The DIGIMU consortium, handled by MINES ParisTech and Armines, was created with a consortium composed of the companies ArcelorMittal, Framatome, Constellium, Aubert & Duval, Safran, Ascometal, Timet, Transvalor and also the CEA. 

What is the aim of DIGIMU?

DIGIMU aims to develop an innovative global framework for the simulation of microstructural changes during forming processes.
It is also the name of the software developed by the company TRANSVALOR in collaboration with the CEMEF and industrial partners of the DIGIMU Chair and consortium, which was first released commercially in 2016. This software is based on numerical developments in metallurgy made by the MSR (Metallurgy Structure Rheology) CEMEF MINES ParisTech team. All the numerical developments of the consortium contribute to the development of this software.


Countless products involved in our every-day life rely on vital metal parts. Optimizing these parts requires a knowledge of how material properties change during forming operations. Although the understanding of the underlying metallurgical phenomena has improved thanks to the continuous progress of experimental facilities, the interest for increasingly fine and predictive simulations has been recently growing. In this emerging context of « digital materials science », the DIGIMU Chair and consortium has two main objectives. The first concerns the development of an efficient multiscale numerical framework adapted to these questions. The second relates to the optimization of these techniques in terms of numerical cost and their validation by the industrial expertise at the heart of the DIGIMU consortium. For these digital tools, which are still quite news, it’s a question of going beyond the usual framework of « simulation for industrialists » and moving towards « simulation by industrialists ».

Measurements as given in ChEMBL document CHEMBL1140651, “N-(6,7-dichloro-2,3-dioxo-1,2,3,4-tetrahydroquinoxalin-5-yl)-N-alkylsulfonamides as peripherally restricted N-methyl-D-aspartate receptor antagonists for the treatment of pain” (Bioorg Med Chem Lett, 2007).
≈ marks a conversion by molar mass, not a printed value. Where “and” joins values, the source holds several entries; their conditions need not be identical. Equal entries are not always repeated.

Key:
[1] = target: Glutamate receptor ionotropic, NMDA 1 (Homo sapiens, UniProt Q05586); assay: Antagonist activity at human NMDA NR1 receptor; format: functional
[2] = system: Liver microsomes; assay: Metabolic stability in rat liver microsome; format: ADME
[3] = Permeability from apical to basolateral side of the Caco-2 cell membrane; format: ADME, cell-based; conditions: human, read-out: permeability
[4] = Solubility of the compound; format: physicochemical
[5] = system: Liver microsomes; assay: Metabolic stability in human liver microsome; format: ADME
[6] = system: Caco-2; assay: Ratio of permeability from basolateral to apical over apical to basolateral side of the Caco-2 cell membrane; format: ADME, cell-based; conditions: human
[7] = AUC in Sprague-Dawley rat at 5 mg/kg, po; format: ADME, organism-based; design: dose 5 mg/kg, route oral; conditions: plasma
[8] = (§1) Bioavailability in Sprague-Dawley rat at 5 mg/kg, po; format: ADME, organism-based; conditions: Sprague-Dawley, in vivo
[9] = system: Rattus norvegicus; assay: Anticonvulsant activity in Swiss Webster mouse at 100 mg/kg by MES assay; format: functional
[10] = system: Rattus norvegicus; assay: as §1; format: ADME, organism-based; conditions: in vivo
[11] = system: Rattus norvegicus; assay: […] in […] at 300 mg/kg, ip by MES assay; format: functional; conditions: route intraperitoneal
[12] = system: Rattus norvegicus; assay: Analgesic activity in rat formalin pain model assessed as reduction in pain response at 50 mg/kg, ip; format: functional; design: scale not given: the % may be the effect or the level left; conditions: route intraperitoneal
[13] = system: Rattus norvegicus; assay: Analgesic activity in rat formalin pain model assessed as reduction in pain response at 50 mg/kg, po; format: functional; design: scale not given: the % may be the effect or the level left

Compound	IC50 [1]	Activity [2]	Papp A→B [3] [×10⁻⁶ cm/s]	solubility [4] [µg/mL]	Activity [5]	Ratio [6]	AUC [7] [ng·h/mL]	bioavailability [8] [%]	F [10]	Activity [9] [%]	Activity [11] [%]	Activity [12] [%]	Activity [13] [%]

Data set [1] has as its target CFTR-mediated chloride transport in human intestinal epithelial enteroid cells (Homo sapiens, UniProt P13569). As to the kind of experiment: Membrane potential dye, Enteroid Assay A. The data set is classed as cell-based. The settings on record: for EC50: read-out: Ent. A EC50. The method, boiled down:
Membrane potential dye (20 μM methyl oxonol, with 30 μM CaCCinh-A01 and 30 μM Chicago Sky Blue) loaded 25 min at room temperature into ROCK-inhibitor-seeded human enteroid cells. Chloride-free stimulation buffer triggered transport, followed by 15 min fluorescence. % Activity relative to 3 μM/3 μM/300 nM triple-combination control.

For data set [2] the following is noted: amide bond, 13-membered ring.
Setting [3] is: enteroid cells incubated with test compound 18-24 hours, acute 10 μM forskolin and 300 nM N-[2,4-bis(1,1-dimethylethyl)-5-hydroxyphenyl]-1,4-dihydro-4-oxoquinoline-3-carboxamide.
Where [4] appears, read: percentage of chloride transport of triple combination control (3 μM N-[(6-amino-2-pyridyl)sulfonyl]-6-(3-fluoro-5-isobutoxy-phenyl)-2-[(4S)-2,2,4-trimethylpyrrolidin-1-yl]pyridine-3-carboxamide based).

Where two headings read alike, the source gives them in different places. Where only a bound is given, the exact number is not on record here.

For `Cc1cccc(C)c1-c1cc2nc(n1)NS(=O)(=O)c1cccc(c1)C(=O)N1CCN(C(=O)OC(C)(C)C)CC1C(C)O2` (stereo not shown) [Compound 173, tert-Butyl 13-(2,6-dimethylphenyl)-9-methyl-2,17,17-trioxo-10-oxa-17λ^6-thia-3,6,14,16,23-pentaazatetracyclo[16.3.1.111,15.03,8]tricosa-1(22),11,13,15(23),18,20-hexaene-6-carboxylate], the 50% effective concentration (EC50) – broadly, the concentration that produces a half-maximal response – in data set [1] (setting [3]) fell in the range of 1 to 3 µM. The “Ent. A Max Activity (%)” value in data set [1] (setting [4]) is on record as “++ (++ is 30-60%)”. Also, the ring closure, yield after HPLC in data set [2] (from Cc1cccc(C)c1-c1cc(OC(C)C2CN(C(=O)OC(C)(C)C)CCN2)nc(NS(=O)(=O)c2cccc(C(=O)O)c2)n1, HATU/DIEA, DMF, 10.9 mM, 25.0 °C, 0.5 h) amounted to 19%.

Moreover, if the DIGIMU background is mainly dedicated to recrystallization and solid-solid phase transformations for metallic materials. The transverse numerical framework developed by the DIGIMU consortium presents also large potential for the modeling of other physical mechanisms at the microscale (ductile damage, self-diffusion mechanisms as globularization or sintering, fracture…) and for a large range of materials (metallic or polymer composites, granular materials, …).

A recent DIGIMU illustration:

Illustration of a Digimu simulation concerning a thermal treatment applied to a nickel base superalloy and the modeling of the grain boundary network evolution while taken into account the dissolution of a second phase particle population in black and static oxides in red. PhD K. Alvarado – 2021

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